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Why do we keep things that don’t fit? An investigation into how to cut your losses.

I bought a beautiful dress—then I found out I was pregnant. The dress was a bit tight to begin with, but I convinced myself I could squeeze into it with a little work. Of course it didn't fit post-baby, but still, I kept the dress in my closet, unwilling to cut my losses with an item I'd never worn, for nearly four years.

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I would look at it longingly, the price tag still attached, and brush past it when cleaning out my closet. Why couldn’t I just get rid of it? It's not an uncommon phenomenon—I'll eat a sandwich I don't really like because I paid for it, or reluctantly keep up with friends who shouldn't still be a part of my life. Even when I recognize that something isn’t serving my life anymore, it is often hard to let go. The problem extends far beyond closet clutter and the occasional toxic relationship and shows me a side of myself that I don’t like to examine. When I make a bad decision, I’d rather double down than admit I was wrong. I find it hard to cut my losses because it’s an admittance of failure. It is much easier to tiptoe around a mistake than to actually clean it up.

Courtney Carver, creator of Project 333 and a simple living advocate says we often hold onto things because of a default mode. If we spend time, money, or attention on something we often feel attached; still, keeping items we neither use nor need won’t increase our happiness. “Holding onto something because you paid for it once will only ensure that you keep paying,” says Carver. “You'll keep paying with money, time, and attention to take care of it. You pay with your heart by holding onto the past, by punishing yourself for old habits. You pay with guilt, anger, and indecision. Paying once is enough.” Will the pain and fear of letting go subside after we dump the stuff we’ve spent so long hoarding? The simple answer is yes. Emotional attachment doesn’t necessarily extend beyond the feelings of letting go, and by taking steps toward moving on there may be a feeling of freedom on the other side. According to Carver, what may start as a little extra space on a bookshelf can spark larger spaces for inner change as well.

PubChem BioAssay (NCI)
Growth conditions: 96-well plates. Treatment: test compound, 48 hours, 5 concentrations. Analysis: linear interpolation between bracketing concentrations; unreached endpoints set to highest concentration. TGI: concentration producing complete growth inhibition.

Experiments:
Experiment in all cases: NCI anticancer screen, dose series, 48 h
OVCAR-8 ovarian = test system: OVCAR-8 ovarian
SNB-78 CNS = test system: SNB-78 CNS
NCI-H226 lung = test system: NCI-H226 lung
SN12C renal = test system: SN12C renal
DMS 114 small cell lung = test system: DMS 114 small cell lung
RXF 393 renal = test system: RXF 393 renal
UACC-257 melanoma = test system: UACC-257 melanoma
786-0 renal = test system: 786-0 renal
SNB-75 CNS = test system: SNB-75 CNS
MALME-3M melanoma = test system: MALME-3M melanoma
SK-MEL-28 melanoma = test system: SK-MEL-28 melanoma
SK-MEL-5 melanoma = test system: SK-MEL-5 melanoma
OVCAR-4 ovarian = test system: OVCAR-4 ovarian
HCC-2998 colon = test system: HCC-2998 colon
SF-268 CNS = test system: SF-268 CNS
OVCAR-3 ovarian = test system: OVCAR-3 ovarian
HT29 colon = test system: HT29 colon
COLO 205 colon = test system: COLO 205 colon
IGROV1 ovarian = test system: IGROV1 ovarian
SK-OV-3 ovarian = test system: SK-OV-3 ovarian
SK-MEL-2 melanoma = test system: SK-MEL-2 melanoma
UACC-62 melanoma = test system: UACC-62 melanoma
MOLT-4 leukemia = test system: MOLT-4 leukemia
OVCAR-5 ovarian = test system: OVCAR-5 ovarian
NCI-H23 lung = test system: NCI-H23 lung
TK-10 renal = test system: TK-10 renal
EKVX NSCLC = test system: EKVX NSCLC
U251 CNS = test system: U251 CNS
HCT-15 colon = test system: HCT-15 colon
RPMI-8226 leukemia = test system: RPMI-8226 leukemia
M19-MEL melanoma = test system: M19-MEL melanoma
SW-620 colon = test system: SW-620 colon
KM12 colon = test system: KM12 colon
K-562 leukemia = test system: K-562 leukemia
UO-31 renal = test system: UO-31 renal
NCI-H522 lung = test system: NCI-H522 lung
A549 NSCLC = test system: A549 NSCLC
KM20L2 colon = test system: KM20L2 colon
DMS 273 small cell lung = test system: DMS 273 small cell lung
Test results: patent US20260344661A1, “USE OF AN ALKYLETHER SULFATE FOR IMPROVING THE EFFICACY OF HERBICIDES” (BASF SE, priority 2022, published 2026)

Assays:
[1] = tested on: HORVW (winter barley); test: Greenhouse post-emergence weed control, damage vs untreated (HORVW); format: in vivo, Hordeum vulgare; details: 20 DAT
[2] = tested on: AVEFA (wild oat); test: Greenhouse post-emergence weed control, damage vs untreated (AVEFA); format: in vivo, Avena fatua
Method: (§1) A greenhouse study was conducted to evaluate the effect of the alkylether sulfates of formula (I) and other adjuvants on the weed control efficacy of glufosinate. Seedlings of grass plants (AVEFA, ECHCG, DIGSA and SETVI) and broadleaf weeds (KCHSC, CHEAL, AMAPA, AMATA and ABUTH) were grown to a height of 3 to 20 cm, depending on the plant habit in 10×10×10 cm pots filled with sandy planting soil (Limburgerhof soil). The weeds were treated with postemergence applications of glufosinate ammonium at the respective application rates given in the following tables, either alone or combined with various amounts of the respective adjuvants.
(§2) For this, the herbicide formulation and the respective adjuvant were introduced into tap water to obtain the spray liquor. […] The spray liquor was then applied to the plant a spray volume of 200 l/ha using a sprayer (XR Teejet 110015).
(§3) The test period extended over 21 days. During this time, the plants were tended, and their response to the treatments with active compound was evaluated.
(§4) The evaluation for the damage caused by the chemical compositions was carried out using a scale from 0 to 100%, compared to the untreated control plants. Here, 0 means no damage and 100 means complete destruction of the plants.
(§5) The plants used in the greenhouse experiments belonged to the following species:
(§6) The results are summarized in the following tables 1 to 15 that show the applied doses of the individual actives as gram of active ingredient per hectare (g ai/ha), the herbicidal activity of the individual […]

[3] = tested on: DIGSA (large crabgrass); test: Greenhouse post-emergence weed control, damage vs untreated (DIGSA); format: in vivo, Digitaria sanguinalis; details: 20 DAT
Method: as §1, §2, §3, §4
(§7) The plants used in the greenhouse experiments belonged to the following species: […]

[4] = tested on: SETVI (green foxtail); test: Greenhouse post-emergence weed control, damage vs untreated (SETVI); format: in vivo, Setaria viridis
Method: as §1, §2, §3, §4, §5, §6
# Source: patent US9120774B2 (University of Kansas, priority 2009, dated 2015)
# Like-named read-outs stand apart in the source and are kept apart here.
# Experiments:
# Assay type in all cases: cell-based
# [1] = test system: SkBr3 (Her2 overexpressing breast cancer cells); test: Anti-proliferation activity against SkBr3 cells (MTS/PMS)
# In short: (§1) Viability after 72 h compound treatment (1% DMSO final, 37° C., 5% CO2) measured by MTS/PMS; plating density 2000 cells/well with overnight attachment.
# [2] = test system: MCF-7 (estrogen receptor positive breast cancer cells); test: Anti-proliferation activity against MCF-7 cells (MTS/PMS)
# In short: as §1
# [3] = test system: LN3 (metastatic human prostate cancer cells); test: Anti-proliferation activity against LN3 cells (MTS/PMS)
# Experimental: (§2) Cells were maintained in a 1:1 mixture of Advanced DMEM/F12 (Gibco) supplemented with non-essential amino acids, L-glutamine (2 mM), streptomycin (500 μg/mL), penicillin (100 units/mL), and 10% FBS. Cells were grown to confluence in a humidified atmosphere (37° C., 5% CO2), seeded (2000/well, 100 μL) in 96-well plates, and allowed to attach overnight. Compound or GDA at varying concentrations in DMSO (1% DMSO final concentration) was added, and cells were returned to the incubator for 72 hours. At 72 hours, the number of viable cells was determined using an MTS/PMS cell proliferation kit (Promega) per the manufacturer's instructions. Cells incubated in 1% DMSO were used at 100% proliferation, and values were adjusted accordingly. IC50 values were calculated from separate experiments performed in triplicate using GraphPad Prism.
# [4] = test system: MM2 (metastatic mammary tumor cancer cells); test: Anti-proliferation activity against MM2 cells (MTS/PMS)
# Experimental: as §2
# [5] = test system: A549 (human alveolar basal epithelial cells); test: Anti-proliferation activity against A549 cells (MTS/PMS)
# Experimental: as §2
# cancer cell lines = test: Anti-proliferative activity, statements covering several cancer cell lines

“We think letting go will be hard emotionally, but holding on is harder,” Carver says. “We have to hold on every day by paying time, money, and attention to our stuff. We hold on so tightly we may compromise relationships, adventures, and peace of mind.” This ongoing payment plan is what makes it so wise to cut our losses as quickly as possible. The longer we hold onto what we no longer need, the more it can impact us long-term. I should have gotten rid of the dress as soon as I became pregnant, releasing myself from the agony of facing my mistake day after day for years. Letting go, even when it entails other feelings, can give us the freedom to move through the world with less fear that we will have to hold on. It releases us to enjoy life, and place less importance on the occasional shopping error. “We have to hold on every day,” says Carver. “but we only have to let go once.”

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